The book collects essays by colleagues and friends of Piero Bernardini, a leading practitioner of international arbitration who was a champion in achieving balance in the administration of justice through arbitration.
Adjudicators have been placed at the forefront in the search for systemic order within the pluralist international legal order, acting as guardians of the international legal system. Yet, they do so under increasing pressure from the governments. Based on one of the most comprehensive and systematic empirical and doctrinal studies of international trade and investment adjudication, this book asks which tools adjudicators turn to when faced with this dilemma. Dr. Nicola Strain provides new insights on the design choices and normative goals of international economic adjudication, explaining how adjudicators end up consistently inconsistent in their application of international law, even within the more technocratic WTO regime.
How do host states and foreign investors balance the need for legal stability and regulatory flexibility in the complex world of international investment, against the backdrop of an ever-evolving global economy? This book uncovers unique insights into the delicate balance between legal stability and flexibility. Through in-depth analysis and real-world case studies, Dr. Abdallah Ali unveils the secrets behind stabilization and renegotiation clauses, demystifying their impact on investors, governments, and global trade. With rare access to historical data and illuminating examples, this work is an invaluable resource for legal practitioners, policymakers, and investors navigating the complexities of international investment terrain.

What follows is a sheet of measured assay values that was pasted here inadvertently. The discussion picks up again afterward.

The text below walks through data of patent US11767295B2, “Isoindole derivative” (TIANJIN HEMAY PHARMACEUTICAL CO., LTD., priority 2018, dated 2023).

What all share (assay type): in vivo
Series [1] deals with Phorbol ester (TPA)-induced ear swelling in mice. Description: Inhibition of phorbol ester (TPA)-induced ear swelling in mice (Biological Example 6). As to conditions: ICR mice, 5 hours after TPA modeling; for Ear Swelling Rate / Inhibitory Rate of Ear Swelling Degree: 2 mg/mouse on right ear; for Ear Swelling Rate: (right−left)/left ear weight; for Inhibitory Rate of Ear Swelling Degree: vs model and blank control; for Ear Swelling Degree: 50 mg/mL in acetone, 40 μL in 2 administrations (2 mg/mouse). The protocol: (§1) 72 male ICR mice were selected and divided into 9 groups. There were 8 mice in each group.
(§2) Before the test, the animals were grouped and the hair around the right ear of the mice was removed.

Non-pecuniary private benefits, a phenomenon in publicly traded corporations, may be extracted by influencing shareholders to the detriment of minority shareholders and corporations. This book, with particular focus on Turkish law and American law, investigates the loopholes paving the way of non-pecuniary private benefit extractions in the context of corporate law. Pehlivanoğlu proposes to use shareholder oppression law’s reasonable expectations standard to expand the reach of involuntary dissolution statutes to cover non-pecuniary private benefit extractions of influencing shareholders.
This book presents the first comprehensive analysis of the risk of double compensation, often called double recovery, in the investor-State dispute settlement (ISDS) system and proposes a practical solution to the problems which double compensation creates. The book responds to all the key questions that legal counsel, arbitrators, judges, and scholars facing the double compensation issue may have, including: